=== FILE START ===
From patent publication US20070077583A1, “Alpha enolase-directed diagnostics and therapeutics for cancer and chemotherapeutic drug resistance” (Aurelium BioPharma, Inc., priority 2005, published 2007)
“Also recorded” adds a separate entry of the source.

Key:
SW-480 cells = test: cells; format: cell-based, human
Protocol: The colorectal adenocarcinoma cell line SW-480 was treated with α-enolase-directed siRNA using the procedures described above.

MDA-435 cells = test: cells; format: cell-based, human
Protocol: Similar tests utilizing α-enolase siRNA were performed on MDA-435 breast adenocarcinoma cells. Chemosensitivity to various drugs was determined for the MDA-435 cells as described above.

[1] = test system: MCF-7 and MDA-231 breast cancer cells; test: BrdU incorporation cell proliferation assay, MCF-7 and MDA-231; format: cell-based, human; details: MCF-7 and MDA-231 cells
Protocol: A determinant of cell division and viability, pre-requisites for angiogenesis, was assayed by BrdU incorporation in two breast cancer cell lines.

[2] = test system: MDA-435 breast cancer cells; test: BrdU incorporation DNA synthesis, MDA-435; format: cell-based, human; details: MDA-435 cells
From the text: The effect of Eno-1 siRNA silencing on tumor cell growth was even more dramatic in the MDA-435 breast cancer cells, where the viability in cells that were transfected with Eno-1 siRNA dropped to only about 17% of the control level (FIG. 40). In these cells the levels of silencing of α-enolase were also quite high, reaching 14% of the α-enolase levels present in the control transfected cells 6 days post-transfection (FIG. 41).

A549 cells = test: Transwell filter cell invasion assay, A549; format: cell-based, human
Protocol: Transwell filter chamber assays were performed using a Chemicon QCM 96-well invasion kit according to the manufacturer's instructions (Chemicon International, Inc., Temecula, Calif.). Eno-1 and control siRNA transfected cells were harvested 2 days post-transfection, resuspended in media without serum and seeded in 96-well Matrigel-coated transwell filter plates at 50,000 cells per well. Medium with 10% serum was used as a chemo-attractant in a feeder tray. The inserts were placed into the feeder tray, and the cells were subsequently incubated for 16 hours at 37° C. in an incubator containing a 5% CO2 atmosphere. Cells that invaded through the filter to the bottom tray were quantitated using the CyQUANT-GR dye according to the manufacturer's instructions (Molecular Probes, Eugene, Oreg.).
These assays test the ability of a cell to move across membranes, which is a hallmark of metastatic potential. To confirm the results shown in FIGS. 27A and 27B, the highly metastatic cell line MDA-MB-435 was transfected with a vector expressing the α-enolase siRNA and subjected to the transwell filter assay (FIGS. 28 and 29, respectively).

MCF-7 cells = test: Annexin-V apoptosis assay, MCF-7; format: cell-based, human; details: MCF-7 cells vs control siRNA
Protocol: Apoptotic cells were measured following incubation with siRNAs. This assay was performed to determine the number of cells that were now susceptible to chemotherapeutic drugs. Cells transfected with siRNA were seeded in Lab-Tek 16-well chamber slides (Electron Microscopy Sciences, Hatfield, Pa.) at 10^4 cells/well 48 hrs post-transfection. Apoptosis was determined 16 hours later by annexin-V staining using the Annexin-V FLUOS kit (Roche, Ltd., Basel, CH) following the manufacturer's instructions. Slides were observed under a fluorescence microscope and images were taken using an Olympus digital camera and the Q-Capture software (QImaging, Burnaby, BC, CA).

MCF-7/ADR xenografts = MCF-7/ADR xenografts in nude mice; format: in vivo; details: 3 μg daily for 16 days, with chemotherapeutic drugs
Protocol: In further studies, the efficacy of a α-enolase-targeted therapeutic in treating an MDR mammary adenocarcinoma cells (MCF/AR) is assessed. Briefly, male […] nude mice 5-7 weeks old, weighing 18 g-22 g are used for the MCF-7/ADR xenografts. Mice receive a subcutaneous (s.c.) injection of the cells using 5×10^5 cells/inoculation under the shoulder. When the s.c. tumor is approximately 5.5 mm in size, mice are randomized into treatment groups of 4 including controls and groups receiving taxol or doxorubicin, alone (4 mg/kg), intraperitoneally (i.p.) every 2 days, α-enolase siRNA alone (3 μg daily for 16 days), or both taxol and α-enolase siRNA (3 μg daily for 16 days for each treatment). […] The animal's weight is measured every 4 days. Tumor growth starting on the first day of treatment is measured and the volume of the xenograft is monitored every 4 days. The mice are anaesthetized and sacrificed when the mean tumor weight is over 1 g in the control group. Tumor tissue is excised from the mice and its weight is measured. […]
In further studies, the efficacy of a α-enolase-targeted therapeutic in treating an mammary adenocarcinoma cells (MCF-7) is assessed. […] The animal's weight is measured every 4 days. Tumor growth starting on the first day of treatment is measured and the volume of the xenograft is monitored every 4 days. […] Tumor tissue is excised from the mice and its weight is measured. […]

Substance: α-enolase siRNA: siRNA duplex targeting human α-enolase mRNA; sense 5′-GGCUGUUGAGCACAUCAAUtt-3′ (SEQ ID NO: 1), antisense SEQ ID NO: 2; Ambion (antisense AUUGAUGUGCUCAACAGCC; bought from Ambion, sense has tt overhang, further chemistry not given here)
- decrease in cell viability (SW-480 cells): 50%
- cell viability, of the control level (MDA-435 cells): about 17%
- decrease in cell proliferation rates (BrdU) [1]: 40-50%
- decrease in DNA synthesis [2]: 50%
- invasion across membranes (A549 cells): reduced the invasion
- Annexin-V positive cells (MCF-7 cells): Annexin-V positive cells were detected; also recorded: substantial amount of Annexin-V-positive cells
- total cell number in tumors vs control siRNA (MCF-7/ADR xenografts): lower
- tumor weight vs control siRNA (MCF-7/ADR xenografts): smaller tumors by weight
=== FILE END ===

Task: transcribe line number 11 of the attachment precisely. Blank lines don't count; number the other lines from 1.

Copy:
From the text: The effect of Eno-1 siRNA silencing on tumor cell growth was even more dramatic in the MDA-435 breast cancer cells, where the viability in cells that were transfected with Eno-1 siRNA dropped to only about 17% of the control level (FIG. 40). In these cells the levels of silencing of α-enolase were also quite high, reaching 14% of the α-enolase levels present in the control transfected cells 6 days post-transfection (FIG. 41).